By Tim Kalinowski
A survey created by the Agricultural Producers Association of Saskatchewan reveals some of the effects COVID-19 is already having on the province’s agriculture sector, but also points to a general sense of anxiety felt by farmers already facing a late spring, unharvested acres left over from 2019, and general market uncertainty.
APAS president Todd Lewis says the more recent COVID uncertainties add to the pressure cooker being experienced by the province’s agriculture community at this time.
“Certainly the COVID-19 situation has added to the uncertainty– not only in the agriculture economy, but in the economy as a whole,” says Lewis.
“It was already kind of a perfect storm before, and now with the weather concerns and the COVID-19, it’s almost unprecedented in a lot of farmers’ situations. Farmers are resilient, and spring is always the time for optimism. But it sure is tempered this year, for sure.”
He says top of mind for most farmers right now is the persistently cool spring which has delayed normal seeding on the farm in most cases.
“Unfortunately in a lot of Saskatchewan, some of the highest percentage of crops left out had higher levels of snowpack in (mid-April), and were actually gaining snow,” he says.
“So it’s a concern. And certainly in the southwest part of the province, it’s not unusual to have tractors out in the field this time of year.
“It’s going to be a late spring; so that makes for a prolonged harvest that’s already well past where it should have been ready to get cleaned up.”
Lewis says farmers are going to have to make some tough decisions about those unharvested acres very soon: Whether to try to harvest them or just write them off and plough them under to get spring seeding underway.
“Crop insurance in Saskatchewan said it will deal with it on a case by case basis, and I think producers need to talk to crop insurance and see what can be done to either harrow it down or work it down, or in some cases it might even have to be burned where they put a match to it,” he says.
Crop insurance will undoubtedly provide some financial relief for farmers with crops still left in the fields, but Lewis says more needs to be done to assure farmers other financial assistance will be provided by the province and federal government to backstop agricultural operations.
“We are going to have disruptions and hiccoughs on delivery as we go forward into spring seeding,” Lewis predicts.
“We expect some shortages from the manufacturers down south could be an issue as well. And we’re seeing it in the livestock side as well with the processing plants having COVID disruptions.
“Credit and cashflow is always an issue, and any time you have uncertainty producers are feeling the pinch.”
“If producers don’t have the money on hand,” he adds, “it’s pretty hard to spend it on putting the crop in. The new FCC program announced earlier (in April)– is that money accessible for producers? As well as credit lines with the banks and financial institutions? We are listening to producers and passing those concerns along to government.”
Besides COVID, spring seeding, and financing concerns, about 51 per cent of producers, according to the APAS survey, are also feeling the strain from poor or inadequate digital service or cell service in rural areas.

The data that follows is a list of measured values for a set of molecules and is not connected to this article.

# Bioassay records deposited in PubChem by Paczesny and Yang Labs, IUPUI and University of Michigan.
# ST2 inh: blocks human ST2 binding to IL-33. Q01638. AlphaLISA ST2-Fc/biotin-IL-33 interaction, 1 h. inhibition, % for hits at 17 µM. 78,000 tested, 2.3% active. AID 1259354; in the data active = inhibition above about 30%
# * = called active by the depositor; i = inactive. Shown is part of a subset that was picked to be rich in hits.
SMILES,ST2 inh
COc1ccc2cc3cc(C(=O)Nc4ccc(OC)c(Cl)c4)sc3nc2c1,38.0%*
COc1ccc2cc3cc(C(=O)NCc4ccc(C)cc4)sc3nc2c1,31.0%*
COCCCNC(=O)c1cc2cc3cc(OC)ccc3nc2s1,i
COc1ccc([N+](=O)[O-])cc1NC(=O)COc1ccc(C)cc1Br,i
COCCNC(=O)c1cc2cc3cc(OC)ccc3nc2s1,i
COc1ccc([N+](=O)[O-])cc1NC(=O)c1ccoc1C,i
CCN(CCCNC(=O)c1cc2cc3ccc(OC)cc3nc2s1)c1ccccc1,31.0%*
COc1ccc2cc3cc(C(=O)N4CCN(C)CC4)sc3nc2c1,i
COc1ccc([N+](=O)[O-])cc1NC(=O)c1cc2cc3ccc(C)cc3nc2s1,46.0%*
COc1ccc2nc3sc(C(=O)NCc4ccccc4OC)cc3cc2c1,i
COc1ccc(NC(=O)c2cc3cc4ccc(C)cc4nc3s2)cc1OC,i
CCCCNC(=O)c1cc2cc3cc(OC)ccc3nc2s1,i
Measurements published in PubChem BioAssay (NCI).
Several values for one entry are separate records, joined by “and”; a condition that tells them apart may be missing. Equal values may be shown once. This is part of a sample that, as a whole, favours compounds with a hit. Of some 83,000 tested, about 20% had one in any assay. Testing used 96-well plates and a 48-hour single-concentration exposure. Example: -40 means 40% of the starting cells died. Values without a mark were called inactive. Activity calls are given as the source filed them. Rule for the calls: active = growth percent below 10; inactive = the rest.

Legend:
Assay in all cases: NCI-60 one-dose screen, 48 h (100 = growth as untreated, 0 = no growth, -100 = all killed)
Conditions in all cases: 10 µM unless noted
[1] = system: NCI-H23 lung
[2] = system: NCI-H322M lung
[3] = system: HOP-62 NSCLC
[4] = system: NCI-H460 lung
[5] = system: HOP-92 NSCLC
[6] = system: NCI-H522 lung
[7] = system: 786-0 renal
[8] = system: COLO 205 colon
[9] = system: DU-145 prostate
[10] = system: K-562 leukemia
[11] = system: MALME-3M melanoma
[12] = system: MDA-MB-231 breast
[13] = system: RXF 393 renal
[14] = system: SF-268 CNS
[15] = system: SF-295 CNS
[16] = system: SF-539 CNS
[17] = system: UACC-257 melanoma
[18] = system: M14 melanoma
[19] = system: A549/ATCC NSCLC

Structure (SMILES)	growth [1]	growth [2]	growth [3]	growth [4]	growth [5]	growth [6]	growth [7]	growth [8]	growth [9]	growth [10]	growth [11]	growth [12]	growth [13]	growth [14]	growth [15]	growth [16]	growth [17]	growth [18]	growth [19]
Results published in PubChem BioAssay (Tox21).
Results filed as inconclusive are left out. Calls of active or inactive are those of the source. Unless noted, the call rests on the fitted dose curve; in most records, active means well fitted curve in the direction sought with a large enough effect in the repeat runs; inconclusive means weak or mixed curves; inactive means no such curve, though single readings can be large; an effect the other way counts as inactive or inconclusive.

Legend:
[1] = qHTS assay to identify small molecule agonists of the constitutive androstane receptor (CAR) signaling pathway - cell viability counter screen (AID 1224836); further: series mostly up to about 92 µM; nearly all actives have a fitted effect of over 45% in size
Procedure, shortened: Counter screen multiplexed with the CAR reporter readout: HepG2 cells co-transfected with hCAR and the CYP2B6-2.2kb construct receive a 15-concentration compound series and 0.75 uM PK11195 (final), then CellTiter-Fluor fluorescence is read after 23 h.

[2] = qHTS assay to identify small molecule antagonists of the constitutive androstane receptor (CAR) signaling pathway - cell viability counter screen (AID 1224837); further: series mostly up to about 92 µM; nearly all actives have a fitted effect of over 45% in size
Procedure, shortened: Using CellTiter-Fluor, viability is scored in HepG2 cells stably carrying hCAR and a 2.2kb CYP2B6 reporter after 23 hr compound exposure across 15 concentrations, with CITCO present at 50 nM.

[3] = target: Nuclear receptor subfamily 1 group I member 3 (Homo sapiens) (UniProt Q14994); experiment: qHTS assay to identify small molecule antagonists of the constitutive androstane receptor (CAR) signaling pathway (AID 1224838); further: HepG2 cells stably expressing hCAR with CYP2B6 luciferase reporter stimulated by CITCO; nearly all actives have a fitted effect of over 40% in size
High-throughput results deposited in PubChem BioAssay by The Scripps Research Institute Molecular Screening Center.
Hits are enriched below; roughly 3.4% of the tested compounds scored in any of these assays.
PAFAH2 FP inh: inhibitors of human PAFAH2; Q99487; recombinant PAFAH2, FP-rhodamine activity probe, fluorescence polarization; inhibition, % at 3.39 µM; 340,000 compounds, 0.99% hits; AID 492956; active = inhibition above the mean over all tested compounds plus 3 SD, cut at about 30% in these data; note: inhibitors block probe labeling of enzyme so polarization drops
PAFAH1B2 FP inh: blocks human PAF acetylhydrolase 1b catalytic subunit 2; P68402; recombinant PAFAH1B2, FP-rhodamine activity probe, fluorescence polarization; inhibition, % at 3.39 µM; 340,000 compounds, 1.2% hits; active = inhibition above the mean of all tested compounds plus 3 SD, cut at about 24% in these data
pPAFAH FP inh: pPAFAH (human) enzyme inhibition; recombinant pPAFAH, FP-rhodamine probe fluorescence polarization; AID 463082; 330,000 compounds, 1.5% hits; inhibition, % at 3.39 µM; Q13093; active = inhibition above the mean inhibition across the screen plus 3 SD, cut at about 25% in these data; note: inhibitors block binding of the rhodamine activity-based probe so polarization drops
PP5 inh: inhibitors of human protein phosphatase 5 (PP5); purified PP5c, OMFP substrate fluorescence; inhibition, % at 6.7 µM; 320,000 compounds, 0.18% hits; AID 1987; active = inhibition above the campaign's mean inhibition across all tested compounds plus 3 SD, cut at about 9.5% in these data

Part of this strain is due to long-standing issues with an infrastructure deficit in these respects which farmers have been complaining about for years, says Lewis, and which have been aggravated by the current situation.
Driving into town to do normal business isn’t as much of an option this spring with social distancing and isolation concerns keeping many businesses and institutions closed to the public; and not to mention having kids at home trying to engage in online learning adding to the demands of an already inadequate system.
“It has been an ongoing problem,” Lewis confirms, “and this COVID situation has just put the spotlight on really how poor service is in a lot of rural Saskatchewan. In the last month here, we have heard reports of huge extra charges for some producers on their cell phone bills because that is the only access they have to digital.
“They have such poor internet service, they have to pay roaming charges, and it could be very expensive.
“We’re talking about bills in the thousands of dollars.”
And compounding all these issues is the question of labour availability, says Lewis.
“I think on the labour side, we’re going to need a lot of Canadian people to work in agriculture over the coming months,” he states. “And it is an opportunity as the economy has slowed down to be able to provide good jobs for Canadians.
“I think we need governments to come up with ideas on how to incentivize Canadians to come work on farms. There is a real opportunity, and a real need too.”
Lewis says the coronavirus outbreak has emphasized in many Canadians’ minds both the strengths and vulnerabilities of the national food system. And he hopes, if there is a silver lining in this situation, that there may be opportunities to use this new awareness to encourage the creation of better programs and policies which support long term Canadian farm security.
“I don’t think it is a stretch to think about the food system in Canada in a lot of ways is going to be like the medical supply industry,” he says. “If masks and gowns and gloves for the medical profession are not produced in Canada, there might be a pretty good chance Canadians won’t have them available to them. I think the same is going to ring true in the coming weeks and months with a lot of our food supply: If we can’t produce it in Canada, it may not be available for Canadians.
“As Canadians, we are not used to seeing empty grocery shelves. I don’t think it’s time to panic about our food supply, but at the same time it is important that Canadians are comfortable and we make good plans going forward to ensure we do have a good food supply.”